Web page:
CCP 7.2.u44 - Uncertain

Catalogue information
British Museum
BM 40978
81-4-28,525
Babylon(Babylon)
CDLI: 
P461196
Publication
Editions: 

Oshima, 2014T. Oshima, Babylonian Poems of Pious Sufferers. Ludlul Bēl Nēmeqi and the Babylonian Theodicy. Mohr Siebeck, 2014.: 168 [BM 40978!]

Commentary
MiscellaneaUnknown

Broken

Base text: 
Uncertain
Tablet information
Babylonian
Fragment
Columns: 
2
Lines: 
i 6, ii 6
Size: 
2,4 × 3,5 cm
Neo/Late Babylonian, specifics unknown
Bibliography

Jiménez, 2018E. Jiménez, Highway to Hell: The Winds as Cosmic Conveyors in Mesopotamian Incantation Texts, in Sources of Evil. Studies in Mesopotamian Exorcistic Lore, G. Van Buylaere, Luukko, M. , Schwemer, D. , and Mertens-Wagschal, A. , Eds. Brill, 2018, pp. 316-350.
[Ninkilim]
: 336

Record
Jiménez, 02/2016 (Transliteration)
Jiménez, 02/2016 (Translation)
Jiménez, 02/2016 (Introduction)
Frazer, 02/2016 (Proofreading [introduction])
Stadhouders, 05/2016 (Reading suggestions)
Jiménez, 08/2016 (Commentary markup)
By Enrique Jiménez | Make a correction or suggestion
How to cite
Jiménez, E., 2016, “Commentary on Uncertain (CCP 7.2.u44),” Cuneiform Commentaries Project (E. Frahm, E. Jiménez, M. Frazer, and K. Wagensonner), 2013–2018; accessed September 24, 2018, at https://ccp.yale.edu/P461196. DOI: 10079/wh70s9w
© Cuneiform Commentaries Project (Citation Guidelines)
Introduction

This tiny fragment from the British Museum’s “Babylon Collection” preserves meager remains of a lexical list or tabular commentary dealing with field pests. Other fragments from the same collection dealing with the same topics are known, such as BM 38684 (CCP 7.2.u109) and BM 40739 (CCP 3.5.34, a previously unpublished commentary on Šumma Ālu 34), but no parallels with the present text can be found.1 It is possible that the first line represents the incipit of the base text. Two columns are currently visible, but it is likely that the original tablet contained several more.

An rough edition of this tablet is given, under the museum number “BM 40987,” by T. Oshima.2 It is suggested there that the tablet may represent a second commentary on the Theodicy, but no evidence is adduced to support this claim.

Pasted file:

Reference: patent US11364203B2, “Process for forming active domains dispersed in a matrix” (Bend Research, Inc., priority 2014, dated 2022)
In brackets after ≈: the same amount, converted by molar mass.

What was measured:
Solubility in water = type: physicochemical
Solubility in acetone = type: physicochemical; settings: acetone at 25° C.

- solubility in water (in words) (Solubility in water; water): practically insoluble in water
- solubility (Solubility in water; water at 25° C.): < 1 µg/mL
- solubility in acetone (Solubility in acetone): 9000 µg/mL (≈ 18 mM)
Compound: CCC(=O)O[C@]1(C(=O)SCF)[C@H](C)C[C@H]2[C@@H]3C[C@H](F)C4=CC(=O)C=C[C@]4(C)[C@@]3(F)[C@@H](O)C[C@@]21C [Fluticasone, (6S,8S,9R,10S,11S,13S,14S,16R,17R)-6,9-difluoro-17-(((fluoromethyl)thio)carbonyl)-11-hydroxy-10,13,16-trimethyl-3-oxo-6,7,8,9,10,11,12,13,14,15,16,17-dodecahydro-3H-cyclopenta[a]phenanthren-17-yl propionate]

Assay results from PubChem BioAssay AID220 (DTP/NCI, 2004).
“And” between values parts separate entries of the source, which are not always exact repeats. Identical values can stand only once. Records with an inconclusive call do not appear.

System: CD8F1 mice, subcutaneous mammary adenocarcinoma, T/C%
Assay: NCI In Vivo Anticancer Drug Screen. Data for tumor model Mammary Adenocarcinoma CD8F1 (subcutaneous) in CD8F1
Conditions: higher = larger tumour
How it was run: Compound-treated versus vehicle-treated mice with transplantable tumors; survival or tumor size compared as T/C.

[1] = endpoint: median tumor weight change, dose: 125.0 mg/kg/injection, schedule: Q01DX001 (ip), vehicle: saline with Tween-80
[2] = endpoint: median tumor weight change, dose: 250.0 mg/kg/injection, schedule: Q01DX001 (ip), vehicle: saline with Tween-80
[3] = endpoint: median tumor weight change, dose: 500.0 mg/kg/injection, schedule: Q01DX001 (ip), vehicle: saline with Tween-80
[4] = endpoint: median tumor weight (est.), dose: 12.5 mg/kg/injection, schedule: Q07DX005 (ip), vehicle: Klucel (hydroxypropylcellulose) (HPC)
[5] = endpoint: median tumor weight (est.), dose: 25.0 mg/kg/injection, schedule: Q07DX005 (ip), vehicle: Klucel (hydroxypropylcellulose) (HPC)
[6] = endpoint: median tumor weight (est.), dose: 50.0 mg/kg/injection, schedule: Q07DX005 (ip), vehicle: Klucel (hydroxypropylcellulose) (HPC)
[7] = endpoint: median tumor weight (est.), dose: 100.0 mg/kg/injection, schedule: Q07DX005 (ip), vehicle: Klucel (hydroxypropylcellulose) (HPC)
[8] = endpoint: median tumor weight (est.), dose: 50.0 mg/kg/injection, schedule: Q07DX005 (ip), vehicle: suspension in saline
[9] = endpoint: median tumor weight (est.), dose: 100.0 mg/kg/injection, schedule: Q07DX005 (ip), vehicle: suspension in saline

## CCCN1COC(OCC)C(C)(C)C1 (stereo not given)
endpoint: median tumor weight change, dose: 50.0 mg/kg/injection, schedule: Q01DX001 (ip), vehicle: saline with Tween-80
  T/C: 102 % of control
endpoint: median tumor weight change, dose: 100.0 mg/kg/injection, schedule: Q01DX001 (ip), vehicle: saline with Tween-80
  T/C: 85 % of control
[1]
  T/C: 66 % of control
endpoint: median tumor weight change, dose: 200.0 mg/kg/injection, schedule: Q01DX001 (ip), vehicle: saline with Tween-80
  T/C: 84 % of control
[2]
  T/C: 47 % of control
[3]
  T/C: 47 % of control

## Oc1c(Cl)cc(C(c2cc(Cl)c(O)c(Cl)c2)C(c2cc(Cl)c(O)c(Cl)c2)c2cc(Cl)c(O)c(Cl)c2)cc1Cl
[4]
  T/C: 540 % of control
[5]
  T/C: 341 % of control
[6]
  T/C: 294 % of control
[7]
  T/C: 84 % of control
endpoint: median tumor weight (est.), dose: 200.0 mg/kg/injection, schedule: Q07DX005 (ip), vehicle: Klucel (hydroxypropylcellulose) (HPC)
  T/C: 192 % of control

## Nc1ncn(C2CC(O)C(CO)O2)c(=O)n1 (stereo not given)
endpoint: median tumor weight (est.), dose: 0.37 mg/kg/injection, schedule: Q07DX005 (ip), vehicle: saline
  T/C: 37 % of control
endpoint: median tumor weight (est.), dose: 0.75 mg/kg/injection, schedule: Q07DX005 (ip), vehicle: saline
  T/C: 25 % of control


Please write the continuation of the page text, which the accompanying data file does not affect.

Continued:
• 1. H. Stadhouders (private communication) suggests that the present tablet might represent “a list of animals portending bad omens, belonging to the domain of terrestrial omen literature, quite possibly representing part of a namburbi. If this supposition is correct, the two columns do not reflect equations but enumerations of ominous animals one by one.”
  • 2. T. Oshima, Babylonian Poems of Pious Sufferers. Ludlul Bēl Nēmeqi and the Babylonian Theodicy. Mohr Siebeck, 2014. P. 168
Edition

Powered by Oracc
(Base textCommentaryQuotations from other texts)

ccpo

BM 040978 (unpublished unassigned ?) [commentaries]

Obverse
11

[*] al-lu-ut-tu₄

x⸣-[x x

...]

“Crab” means ... [...].

22

kul-ba⸣-bu

ak?⸣-[x x

...] 1

“Ant” means ... [...].

33

ak-ba-ri

ar-⸢ra⸣-[bu

...] 2

“Jerboa” means “dormou[se,” ...].

44

ḫu-lu-ú

MIN<(ar-ra-bu)> za-⸢x-x

[...] 3

“Shrew” means ditto ... [...].

55

pe⸣-ru-ru-tu₄

ḫu-si-ri

x [...]

pērūrūtu-mouse” means “mouse,” ... [...].

66

[x x x]-tu₄

a-me-⸢lu

[...]

.... means “man,” [...].

1The reading of the first word is courtesy of H. Stadhouders.

2According to Henry Stadhouders (private communication), “the identification of the arrabu as (edible) dormouse (Glis glis), German “Siebenschlafer” (entirely Landsberger’s: Fauna des alten Mesopotamiens, p. 107) should be critically re-evaluated, since the mere two species in the subfamily of Glirinae have their arboreal habitat in the temperate regions of the Paleo-arctic zone, with its cold winters, which is why it hibernates for its eponymous seven months. So if it indeed is a kind of dormice, it might rather have to be sought in another genus of the Gliridae family of rodents. The Asian garden dormouse (Eliomys melanurus) could be a candidate; a species in yet another family of dormice endemic to Anatolia is the Woolley dormouse (Dryomys laniger).” According to Stadhouders, statistically the most likely candidate for the identification of the arrabu would be the Euphrates jerboa (Allactaga euphratica).

3Perhaps ṣa-⸢al-mu?. H. Stadhouders (private communication) suggests reading ṣa-⸢aḫ-.

Photos by Enrique Jiménez

Courtesy of the Trustees of the British Museum